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Our Technical Reality Part 2 of 6

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Sistema de Conversão de Energia Térmica Oceânica Conversão de Energia Térmica Oceânica(CETO) É um sistema de geração de energia inovadora que utiliza a diferença de temperatura ligeiramente entre a superfície da água do oceano ea camada de água do oceano profundo Xenesys Inc. adquiriu uma licença exclusiva para a patente sobre o "Uehara Cycle", um ciclo desenvolvido pela Universidade de Saga com maior eficiência que o método convencional, e está a implementar testes de demonstração com um modelo de mini-usina CETO. Este é o modelo do sistema de conversão de energia térmica oceânica desenvolvido pela Xenesys. A teoria operacional para geração de eletricidade é semelhante à energia térmica convencional ou sistema de geração de energia nuclear A turbina é gerada pelo vapor e amônia no processo é usado em vez de água. Ao utilizar amônia, a eletricidade pode ser gerada a uma temperatura muito baixa. Em primeiro lugar, uma mistura de amoníaco e água é enviado para um evaporador. Lá, a mistura é evaporada pela cor das águas superficiais do oceano vermelho da camada Qual, então, gira a turbina a vapor mista para gerar eletricidade O vapor é então misturado resfriado e condensado para líquido, por a água do mar de cor azul profundo and then once again sent to the evaporator as recycled water. Through the repition of this cycle, power can be continuously generated using only ocean water. The Ocean Thermal Energy Conversion system of course outputs zero CO2 emissions and can provide a stable annual supply of electricity because it is not affected by weather variations as is the case with wind power and solar power generation systems. The OTEC system demonstrates significant potential as an ultimate power supply system for the future. The Portuguese government have inaugurated the worlds first wave power station, three miles off the coast of Agucadoura near Porto. At the heart of the Agucadoura wave farm are three Pelamis wave energy converters that will generate up to 2.25MW of electricity, enough for the annual needs of about 1,500 family homes. Each of the semi-submerged, 142m long Pelamis devices, has a diameter of 3.5m and is made from 700 tonnes of carbon steel A single device is composed of four articulated sections that move up and down as the waves pass along it. At each of the hinges between the sections, hydraulic rams use the wave motion to drive generators to produce up to 750KW of power at peak output. The electricity generated by the three Pelamis devices will be carried by undersea cable to a substation in Agucadoura, which will then feed the power into the Portuguese national grid. The water of the oceans of the world is almost always in motion. Hardly ever interrupted, waves break at the coastlines, sometimes strong, sometimes weaker. There is an enormous energy potential that is available round the clock and free of charge. A potential, that if fully exploited could satisfy 40% of the worldwide demand for power. This equals the output of 700 to 800 nuclear power stations. Voith Hydro Wave Channel is developing technologies to convert this inexhaustible energy into electric power, without the emission of harmful greenhouse gases. The operating principle of this wave power station is as simple as it is ingenious. An enclosed chamber has an opening beneath sealevel, which allows water to flow from the sea to the chamber and back. The water level in the chamber rises and falls with the rythm of the waves, and air is forced forwards and backwards through the turbine, connected to an upper opening in the chamber. As it is compressed and decompressed, the airflow has sufficient power to drive the Wells turbine. It is a feature of the Wells turbine, named after it's inventor, that it is driven in the same direction by both forward and reverse airflow through the turbine. Even relatively low wave motions can generate enough airflow to keep the turbine moving, and to generate energy. This is how easily energy can be generated with a wave power station. Day and night, all year round, as long as there are waves. The world's first power station of this kind was put in service as early as November 2000 On the scottish island of Islay, and has been feeding power to the grid ever since. -10 miles off the coast- -Windfarm layout-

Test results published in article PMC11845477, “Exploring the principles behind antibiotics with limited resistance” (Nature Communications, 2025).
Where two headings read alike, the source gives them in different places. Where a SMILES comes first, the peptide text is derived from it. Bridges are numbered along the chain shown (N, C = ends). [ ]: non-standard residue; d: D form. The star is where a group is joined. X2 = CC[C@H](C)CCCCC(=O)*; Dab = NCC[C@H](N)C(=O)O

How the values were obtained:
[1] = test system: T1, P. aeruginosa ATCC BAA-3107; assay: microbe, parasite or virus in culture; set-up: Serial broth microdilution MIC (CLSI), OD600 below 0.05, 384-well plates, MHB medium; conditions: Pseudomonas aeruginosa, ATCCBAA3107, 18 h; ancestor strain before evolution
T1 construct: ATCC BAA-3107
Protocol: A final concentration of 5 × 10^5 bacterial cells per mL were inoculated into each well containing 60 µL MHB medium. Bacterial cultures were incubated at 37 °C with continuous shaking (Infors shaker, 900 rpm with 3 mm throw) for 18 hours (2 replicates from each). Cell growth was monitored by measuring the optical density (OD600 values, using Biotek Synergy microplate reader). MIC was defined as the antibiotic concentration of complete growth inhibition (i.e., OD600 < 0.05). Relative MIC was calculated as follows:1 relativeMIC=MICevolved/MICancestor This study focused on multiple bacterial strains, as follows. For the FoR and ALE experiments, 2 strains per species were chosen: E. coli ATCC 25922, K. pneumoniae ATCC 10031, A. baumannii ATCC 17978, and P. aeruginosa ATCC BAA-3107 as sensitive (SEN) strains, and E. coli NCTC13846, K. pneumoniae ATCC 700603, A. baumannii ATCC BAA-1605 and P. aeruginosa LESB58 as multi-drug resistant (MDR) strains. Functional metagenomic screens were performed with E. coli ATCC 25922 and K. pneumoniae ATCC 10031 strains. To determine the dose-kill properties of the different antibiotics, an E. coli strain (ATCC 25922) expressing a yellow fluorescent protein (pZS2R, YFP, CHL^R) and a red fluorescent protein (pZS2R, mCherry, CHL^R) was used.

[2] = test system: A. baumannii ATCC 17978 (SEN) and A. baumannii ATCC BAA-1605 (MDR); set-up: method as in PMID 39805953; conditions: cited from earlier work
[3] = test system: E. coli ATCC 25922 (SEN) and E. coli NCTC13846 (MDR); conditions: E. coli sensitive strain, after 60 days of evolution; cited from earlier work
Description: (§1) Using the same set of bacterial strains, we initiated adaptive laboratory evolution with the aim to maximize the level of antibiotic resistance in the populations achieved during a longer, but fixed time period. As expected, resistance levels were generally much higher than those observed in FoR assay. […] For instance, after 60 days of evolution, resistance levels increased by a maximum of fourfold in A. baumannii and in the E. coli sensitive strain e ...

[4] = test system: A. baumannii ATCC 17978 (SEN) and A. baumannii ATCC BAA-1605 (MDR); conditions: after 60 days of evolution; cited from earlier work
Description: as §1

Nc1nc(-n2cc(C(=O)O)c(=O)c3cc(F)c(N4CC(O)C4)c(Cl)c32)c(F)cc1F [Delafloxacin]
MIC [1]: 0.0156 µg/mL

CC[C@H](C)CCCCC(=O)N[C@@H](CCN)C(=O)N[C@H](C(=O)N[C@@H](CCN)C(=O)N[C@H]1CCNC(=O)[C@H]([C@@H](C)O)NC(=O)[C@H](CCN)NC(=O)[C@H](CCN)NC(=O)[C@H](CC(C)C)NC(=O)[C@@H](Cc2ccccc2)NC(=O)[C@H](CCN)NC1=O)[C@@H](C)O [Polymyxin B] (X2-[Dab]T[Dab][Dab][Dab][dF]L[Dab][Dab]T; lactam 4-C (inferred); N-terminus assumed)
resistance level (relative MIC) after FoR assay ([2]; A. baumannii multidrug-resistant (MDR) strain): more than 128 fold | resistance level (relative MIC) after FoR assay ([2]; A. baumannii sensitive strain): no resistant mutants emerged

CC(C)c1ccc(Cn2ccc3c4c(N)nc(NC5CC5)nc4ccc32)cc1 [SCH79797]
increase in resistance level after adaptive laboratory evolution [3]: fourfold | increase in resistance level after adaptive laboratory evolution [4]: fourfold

Video Details

Duration: 7 minutes and 51 seconds
Country: Brazil
Language: English
Views: 259
Posted by: zeitgeistbrasil on Apr 12, 2010

An often debated topic by those who don't think The Venus Project will work is the notion that we don't have the technology to pull this off. This video addresses this. If you want the full uncut version, let me know.

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